Bangladesh, home to the fourth largest Muslim population in the world, experienced something that no other Muslim-majority nation has before. A Bangladeshi minister has been sacked after his comments rebuking the annual Muslim pilgrimage triggered uproar in the country.
Last week the post and telecommunication Minister Abdul Latif Siddique said, “I am dead against hajj” while he was exchanging views with expatriates at a New York hotel. “Hajj costs a substantial amount of manpower. About two million people are now in Saudi Arabia to perform Hajj. These people have no work, no production. [They are] only causing reduction [in wealth]. [They are] only having meals [inside the country] and spending money [abroad],” Siddique continued.
The minister, who was accompanying Prime Minister Sheikh Hasina at the United Nation General Assembly, stopped short of criticizing the Prophet Muhammad as he tried to recount the origin of hajj. According to him, the last prophet of Islam introduced the pilgrimage as an income generating source for then Arab people, whom he labeled “bandits.”
Attendees at that program were dismayed by Siddique’s impetuous rant against one of Islam’s five fundamental pillars. Siddique’s comments drew wholesale condemnation as several TV channels in Bangladesh started to broadcast the video, which soon surfaced online.
As many as nineteen court cases were filed against Siddique for hurting religious sentiment while two separate courts summoned him. Several Islamist parties called for exemplary punishment. Hefajat-e-Islam, one such group that staged massive demonstrations against the government last year, threatened to hit the streets again unless proper action was taken against him. Thursday, police opened fire at a demonstration staged by opposition groups in the southwestern city of Jessore. Some fifteen people were wounded.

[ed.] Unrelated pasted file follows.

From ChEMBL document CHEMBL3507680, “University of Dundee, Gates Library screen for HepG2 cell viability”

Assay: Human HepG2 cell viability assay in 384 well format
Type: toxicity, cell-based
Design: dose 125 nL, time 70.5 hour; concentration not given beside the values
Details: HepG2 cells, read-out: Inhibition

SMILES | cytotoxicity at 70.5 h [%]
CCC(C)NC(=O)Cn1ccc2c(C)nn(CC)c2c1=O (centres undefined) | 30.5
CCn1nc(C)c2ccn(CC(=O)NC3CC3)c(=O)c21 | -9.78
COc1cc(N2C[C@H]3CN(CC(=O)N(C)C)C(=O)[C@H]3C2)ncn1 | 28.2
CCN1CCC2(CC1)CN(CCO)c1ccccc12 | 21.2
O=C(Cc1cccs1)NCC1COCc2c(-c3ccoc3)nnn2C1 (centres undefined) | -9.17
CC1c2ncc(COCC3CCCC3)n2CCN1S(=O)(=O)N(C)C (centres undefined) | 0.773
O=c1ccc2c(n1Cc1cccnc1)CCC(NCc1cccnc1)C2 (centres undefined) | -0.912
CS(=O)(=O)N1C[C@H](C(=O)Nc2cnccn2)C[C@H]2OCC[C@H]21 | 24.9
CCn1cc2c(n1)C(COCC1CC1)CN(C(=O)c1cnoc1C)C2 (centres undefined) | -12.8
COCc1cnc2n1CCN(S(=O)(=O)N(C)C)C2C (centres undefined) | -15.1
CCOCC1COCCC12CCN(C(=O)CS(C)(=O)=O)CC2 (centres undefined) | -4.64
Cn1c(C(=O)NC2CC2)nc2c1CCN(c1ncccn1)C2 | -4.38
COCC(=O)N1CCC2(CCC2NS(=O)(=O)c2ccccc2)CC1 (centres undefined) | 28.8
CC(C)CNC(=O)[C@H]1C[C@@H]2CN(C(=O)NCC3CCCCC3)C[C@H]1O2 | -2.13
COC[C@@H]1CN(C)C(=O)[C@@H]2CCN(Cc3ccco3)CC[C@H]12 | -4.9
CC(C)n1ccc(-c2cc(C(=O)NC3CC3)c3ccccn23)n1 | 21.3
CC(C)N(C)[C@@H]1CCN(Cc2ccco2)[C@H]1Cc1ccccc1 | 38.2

Amid mass resentment, the ruling Awami League party dismissed him from the cabinet a day earlier. However, Siddique hailed the sanctity of free speech. In an interview with the BBC, the undaunted minister said he would not offer any apology. As expected, the prime minister declared on Friday that Latif Siddique would be culled from both the cabinet and party. Siddique held a key position in the ruling Awami League.
In New York, Siddique also hurled insults at Tablig Jamaat - an influential group of devout Muslims - as well as the prime minister’s son who is thought to be the successor of his mother.
Bangladesh practices the moderate teachings of Islam. Unlike Pakistan, Bangladesh has no blasphemy law under which Siddique could be tried. Equal right of religion is enshrined in the country’s constitution.
The unprecedented criticism against Islam from a cabinet member of a Muslim-majority nation came as a surprise to many. Abdul Latif Siddique is a follower of the Islamic faith.